Advice from Jill Miller Zimon: build a platform based on subtle messaging about your values and priorities or key issues vs. against the other candidate(s).
Campaigns typically need to take place in three phases (after filing):
Phase 1: Llaunch through August 31st:
- Building staff and volunteer base
- Introduce yourself
- Listen to the community
- Score endorsements
Phase 2: Labor day through October 31st (rough estimate):
- Contact voters and persuade them
- Start to talk about how they'll vote
Phase 3: Whenever voting starts (which could be late October due to mail-in votes):
- GET OUT THE VOTE! (GOTV)
Recognize the role that tools play in elections. Yard signs are not voters. Tools are not your win. Other tools: in-person conversations, phone calls, outreach events, literature, media doverage, new media, paid ads, auto calls and other visibility.
For most local level elections, the majority of voters are older and social media is not going to play a large role in your campaign. It must be evaluated objectively. And you must realize your time is limited. You will likely have no paid staff at first, so you will need to be running lean and mean and get someone else running some of your social media for you so you don't respond in an emotional manner and so you can manage your time as best as possible. A lot of candidates come to me asking how to raise money online, thinking that's all it's for. "It's not an ATM, dude!" Kathryn's reply. It's the same people online as offline - just a different way of reaching them. (Reminder from Shireen Mitchell.)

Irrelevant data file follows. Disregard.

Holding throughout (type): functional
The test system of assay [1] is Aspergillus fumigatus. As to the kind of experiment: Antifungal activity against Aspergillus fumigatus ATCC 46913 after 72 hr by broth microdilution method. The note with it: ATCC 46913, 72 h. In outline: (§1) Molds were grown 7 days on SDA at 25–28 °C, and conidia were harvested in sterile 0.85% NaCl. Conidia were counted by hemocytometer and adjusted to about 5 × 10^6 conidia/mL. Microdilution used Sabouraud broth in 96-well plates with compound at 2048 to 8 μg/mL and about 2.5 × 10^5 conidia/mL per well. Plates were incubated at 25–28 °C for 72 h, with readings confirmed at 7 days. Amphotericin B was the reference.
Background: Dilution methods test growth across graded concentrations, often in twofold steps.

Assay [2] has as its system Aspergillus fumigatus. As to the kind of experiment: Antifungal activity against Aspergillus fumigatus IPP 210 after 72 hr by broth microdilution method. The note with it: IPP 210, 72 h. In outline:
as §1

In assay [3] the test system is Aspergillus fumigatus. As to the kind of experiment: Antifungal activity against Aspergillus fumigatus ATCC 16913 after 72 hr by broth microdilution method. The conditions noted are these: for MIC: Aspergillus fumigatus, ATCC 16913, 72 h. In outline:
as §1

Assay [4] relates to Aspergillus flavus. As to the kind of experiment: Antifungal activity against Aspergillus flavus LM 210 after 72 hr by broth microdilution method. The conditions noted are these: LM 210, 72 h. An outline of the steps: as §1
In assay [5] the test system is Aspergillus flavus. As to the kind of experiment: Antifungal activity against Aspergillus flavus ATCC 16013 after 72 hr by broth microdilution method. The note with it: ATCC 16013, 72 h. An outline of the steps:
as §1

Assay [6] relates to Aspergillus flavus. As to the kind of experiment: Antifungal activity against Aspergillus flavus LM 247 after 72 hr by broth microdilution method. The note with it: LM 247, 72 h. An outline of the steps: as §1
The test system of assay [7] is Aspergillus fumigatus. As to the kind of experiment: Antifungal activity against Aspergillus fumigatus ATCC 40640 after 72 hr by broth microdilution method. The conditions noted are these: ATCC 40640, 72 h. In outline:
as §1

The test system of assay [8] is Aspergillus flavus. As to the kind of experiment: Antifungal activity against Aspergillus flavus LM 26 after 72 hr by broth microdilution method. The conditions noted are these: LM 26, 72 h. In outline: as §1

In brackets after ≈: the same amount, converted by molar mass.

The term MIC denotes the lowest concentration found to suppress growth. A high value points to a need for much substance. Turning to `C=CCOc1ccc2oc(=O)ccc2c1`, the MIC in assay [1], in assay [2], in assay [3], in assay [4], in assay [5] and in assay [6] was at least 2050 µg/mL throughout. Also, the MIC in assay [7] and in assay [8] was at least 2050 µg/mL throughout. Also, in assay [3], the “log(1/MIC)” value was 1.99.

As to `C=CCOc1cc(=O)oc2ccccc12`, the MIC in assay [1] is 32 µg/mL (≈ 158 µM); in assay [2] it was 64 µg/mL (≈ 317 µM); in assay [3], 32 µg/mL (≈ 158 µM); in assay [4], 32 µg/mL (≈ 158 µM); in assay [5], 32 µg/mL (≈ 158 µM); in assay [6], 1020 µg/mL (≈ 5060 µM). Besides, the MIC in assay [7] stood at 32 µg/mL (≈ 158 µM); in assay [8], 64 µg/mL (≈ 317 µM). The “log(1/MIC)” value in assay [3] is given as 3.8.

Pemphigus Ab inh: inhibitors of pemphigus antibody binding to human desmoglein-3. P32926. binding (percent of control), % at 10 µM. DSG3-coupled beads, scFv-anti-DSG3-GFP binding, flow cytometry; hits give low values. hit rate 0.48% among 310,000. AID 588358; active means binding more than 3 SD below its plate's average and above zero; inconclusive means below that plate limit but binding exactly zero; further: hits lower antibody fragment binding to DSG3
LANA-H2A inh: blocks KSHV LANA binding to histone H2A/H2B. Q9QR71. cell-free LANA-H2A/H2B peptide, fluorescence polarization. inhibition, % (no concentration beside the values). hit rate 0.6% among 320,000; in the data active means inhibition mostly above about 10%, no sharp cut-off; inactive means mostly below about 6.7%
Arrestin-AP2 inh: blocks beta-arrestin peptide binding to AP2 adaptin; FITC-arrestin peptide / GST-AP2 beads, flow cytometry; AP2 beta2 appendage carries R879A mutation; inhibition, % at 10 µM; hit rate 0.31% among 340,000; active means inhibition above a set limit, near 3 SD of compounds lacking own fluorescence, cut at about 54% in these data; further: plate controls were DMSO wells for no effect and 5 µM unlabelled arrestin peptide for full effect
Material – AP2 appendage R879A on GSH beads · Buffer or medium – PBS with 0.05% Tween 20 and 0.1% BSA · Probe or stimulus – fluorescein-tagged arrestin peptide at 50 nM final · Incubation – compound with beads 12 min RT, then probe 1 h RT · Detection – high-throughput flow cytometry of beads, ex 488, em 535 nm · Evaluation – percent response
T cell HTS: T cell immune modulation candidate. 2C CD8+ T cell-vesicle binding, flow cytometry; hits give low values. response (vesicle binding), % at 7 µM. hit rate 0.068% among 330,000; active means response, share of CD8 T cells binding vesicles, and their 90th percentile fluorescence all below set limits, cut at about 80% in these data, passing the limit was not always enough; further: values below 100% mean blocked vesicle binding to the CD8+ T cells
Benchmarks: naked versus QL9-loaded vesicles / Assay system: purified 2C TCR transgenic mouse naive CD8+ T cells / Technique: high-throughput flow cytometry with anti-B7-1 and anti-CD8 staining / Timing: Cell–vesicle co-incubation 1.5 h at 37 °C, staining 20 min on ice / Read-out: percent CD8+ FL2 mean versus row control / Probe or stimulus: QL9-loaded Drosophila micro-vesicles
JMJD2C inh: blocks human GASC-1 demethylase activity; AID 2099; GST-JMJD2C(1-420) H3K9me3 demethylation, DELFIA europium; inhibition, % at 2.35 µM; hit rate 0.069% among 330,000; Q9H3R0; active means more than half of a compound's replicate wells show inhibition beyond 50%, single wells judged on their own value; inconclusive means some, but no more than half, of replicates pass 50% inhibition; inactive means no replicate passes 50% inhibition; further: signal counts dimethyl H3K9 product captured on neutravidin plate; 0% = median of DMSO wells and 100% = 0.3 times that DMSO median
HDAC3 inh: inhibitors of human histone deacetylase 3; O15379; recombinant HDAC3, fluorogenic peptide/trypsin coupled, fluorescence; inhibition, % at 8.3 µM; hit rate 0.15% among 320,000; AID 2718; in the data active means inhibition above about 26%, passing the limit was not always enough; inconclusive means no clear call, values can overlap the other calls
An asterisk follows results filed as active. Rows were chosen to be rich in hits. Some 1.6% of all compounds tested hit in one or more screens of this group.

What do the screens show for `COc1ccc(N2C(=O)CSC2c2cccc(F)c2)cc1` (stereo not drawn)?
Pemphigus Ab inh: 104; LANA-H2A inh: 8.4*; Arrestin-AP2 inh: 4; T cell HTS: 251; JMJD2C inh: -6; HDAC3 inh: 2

On campaign messaging, it's important to be honest, simple, and to provide a narrative for peoples' understanding. As the president said, voters can make a decision on their own based on the candidate's experience. It's really hard to teach people to be confident, but it's easy to teach them to be authentic. If you can just speak about yourself authentically, that carries more weight than anything you'll ever hear in a focus group. (Of course, as bloggers, we know this, but it translates directly to running for office.) Narrative - stories told in your voice based on your experience - will be more easy for people to remember than listing off your resume.
Another thing that people running for office need to avoid in terms of message is policy wonking. Don't go into too much minutia. Voters want to have confidence you will make the right decision. They don't want to know all of the details of your policy plans. Think of children's books. Campaign messaging should be just that simple.
Useful tools when running against others: make a box with 4 squares, on the vertical: about you & about them. On the horizontal, what you say and what they say. This is how you work out your specific messaging. One way to structure messaging: problem, solution, and call to action. (It's the same with issue campaigns.)